Breeding and resolve stiffened her spine, but could not strengthen her knees. Once inside the steamhouse she sank gratefully on a rough wooden bench that ran the length of the woman’s court. The air was thick with steam and the smoke of some aromatic evergreen.
The princess closed her eyes. It was a joy to sit, and ecstasy to be warm. She had been so long without primitive pleasures…
“You’ll be wanting help with your tunic, then?” The voice was kindly, but the question was odd. The princess opened her eyes to see a white haired woman, thin but strong, had taken the seat beside her. The woman was naked, and the princess realized what had prompted the comment.
“Oh,” the princess said, looking down at her road stained clothes. “Oh, yes, of course.” She stood, feeling aches returning to her body, and reached to undress herself.
The woman stood, and held her hands out to take the clothing, “Ahh,” she said, looking them over, “I’ll just take this for washing then, shall I? Your man, by the look of him, won’t hurt for the cost.”
The princess nodded and found herself moved almost to tears by the simple kindness. To hide her face she sat back down. All her life she had accepted the service of others without comment, almost without noticing.
Things had changed.
The princess sat and felt the warmth of the air, breathing the steam and the fragrant smoke. There were other women, leaning back and enjoying the comfort of the room. A conversation was going on, in soft voices. Someone had recently given birth. The princess let the ritual praise of the baby boy wash over her like the steam, and drifted.
She awoke without knowing that she had fallen asleep. A gentle hand was on her shoulder, a soft voice close to her ear.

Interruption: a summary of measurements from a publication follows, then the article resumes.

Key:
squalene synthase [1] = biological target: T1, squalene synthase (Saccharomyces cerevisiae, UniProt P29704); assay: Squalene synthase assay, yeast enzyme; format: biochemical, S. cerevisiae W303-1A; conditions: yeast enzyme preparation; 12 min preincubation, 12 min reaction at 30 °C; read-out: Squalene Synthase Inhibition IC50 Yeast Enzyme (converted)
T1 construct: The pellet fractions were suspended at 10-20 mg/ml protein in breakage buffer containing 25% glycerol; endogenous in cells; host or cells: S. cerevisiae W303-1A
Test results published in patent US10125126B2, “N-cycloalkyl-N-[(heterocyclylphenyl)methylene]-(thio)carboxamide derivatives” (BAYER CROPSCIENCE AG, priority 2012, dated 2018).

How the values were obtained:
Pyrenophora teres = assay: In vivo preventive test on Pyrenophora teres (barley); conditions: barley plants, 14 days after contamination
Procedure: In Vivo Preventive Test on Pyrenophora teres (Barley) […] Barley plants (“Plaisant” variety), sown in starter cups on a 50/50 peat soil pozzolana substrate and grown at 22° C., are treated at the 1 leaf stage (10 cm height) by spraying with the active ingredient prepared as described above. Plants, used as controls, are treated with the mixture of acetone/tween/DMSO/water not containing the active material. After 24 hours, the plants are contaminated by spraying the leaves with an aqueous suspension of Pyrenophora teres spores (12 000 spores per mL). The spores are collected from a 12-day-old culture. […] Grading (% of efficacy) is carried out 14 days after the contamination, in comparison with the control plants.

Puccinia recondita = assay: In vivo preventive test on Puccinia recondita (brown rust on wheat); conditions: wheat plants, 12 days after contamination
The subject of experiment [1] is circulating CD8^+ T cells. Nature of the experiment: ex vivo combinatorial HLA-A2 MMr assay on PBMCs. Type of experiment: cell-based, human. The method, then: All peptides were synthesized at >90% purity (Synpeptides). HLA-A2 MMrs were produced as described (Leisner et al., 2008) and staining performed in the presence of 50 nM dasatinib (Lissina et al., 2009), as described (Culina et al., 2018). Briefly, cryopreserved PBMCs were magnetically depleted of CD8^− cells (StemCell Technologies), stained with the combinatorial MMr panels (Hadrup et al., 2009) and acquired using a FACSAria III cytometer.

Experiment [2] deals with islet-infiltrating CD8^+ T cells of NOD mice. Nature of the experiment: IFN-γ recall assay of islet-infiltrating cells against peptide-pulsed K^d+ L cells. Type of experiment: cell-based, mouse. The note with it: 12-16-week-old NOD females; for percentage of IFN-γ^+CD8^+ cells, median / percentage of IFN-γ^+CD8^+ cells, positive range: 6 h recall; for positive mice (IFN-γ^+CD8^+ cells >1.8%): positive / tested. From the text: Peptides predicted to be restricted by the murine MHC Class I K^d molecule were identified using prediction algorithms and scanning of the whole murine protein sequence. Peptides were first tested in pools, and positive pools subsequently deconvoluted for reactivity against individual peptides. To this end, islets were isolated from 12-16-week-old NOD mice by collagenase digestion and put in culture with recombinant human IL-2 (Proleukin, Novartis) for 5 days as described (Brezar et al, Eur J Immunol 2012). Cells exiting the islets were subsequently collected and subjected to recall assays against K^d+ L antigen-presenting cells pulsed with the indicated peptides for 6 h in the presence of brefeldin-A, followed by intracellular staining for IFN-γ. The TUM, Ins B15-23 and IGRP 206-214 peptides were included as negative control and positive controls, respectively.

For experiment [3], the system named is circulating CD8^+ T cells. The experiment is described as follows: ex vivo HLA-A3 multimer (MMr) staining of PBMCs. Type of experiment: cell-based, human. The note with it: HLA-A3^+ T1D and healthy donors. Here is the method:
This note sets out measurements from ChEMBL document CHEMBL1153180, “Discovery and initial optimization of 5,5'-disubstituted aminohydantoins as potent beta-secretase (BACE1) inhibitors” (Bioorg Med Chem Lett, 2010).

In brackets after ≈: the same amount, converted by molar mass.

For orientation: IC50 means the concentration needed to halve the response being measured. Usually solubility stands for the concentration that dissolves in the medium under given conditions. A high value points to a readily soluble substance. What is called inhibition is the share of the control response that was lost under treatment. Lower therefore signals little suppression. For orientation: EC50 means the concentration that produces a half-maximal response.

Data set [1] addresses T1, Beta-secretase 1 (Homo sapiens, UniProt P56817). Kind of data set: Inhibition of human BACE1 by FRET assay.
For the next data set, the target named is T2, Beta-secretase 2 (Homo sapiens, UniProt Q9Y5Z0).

“Bairn, you best be taken off to the washroom,” the white haired woman said. “You’ll sweat the meat from your bones, and you’ve scant to spare.”
The princess stared. She’d been dreaming, of something far and away and long past. Shocking herself, she burst into tears.
The woman gathered the princess into her arms. It was a simple and natural gesture, and it made the princess weep harder, sobbing against the other’s chest.
“Hush, my bairn,” she whispered, “’tisn’t as wicked as all that. Be still now, and tell me what devils you.”
The princess took a deep breath. I am the child of a king and the grandchild of a king, she reminder herself. The thought could not stop the tears, but it gave her voice back.
“Everyone I know is dead,” the princess found herself saying, “save the man who brought me here. And I don’t think I really know him at all.”
The old woman tightened her arms around the girl. “Ahh, that’s not true. You know Crone Mellya, now, and I’m old but far from dead.”
The princess choked off her sobs and nodded gravely. “Thank you, Crone Mellya. I am sorry that I lost control.”
Mellya smiled down at her. “Not a word of that. No garden grows save the rain comes down, and it’s sounds as if you’ve storms enough for quite a sowing. Now come with me and lets get you washed afore you wash away.”